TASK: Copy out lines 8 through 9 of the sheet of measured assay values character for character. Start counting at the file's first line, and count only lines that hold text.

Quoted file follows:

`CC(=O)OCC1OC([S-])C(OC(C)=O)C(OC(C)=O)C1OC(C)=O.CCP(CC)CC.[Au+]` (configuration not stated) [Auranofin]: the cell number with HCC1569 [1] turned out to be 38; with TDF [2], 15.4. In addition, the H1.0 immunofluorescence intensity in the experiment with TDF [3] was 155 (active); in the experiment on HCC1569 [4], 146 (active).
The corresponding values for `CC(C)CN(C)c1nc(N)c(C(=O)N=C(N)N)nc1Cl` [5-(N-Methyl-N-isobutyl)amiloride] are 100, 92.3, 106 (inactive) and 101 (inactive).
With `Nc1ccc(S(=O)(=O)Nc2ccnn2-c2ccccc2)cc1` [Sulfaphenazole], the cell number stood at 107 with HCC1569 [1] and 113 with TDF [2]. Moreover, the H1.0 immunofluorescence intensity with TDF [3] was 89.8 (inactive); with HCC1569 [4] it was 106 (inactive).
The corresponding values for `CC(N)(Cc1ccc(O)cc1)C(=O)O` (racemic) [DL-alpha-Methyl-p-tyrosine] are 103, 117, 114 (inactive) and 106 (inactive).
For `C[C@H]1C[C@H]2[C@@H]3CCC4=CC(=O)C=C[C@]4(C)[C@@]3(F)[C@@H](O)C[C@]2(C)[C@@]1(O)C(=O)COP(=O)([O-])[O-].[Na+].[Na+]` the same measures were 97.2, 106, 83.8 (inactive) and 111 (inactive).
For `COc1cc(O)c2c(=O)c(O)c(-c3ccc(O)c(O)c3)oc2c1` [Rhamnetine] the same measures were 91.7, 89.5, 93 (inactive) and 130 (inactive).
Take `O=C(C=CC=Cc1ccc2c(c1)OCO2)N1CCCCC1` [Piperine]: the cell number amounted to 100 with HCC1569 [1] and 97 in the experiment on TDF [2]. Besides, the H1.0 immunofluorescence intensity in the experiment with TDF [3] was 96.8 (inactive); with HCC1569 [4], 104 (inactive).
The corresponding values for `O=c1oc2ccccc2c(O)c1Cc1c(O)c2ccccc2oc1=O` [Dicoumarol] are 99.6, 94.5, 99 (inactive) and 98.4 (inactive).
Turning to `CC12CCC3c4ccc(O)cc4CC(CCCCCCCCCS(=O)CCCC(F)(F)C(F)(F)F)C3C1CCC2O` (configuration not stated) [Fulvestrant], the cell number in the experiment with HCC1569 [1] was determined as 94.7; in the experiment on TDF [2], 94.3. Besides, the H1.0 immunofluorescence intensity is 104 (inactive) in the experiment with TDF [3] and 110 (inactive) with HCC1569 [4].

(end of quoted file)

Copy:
The corresponding values for `O=c1oc2ccccc2c(O)c1Cc1c(O)c2ccccc2oc1=O` [Dicoumarol] are 99.6, 94.5, 99 (inactive) and 98.4 (inactive).
Turning to `CC12CCC3c4ccc(O)cc4CC(CCCCCCCCCS(=O)CCCC(F)(F)C(F)(F)F)C3C1CCC2O` (configuration not stated) [Fulvestrant], the cell number in the experiment with HCC1569 [1] was determined as 94.7; in the experiment on TDF [2], 94.3. Besides, the H1.0 immunofluorescence intensity is 104 (inactive) in the experiment with TDF [3] and 110 (inactive) with HCC1569 [4].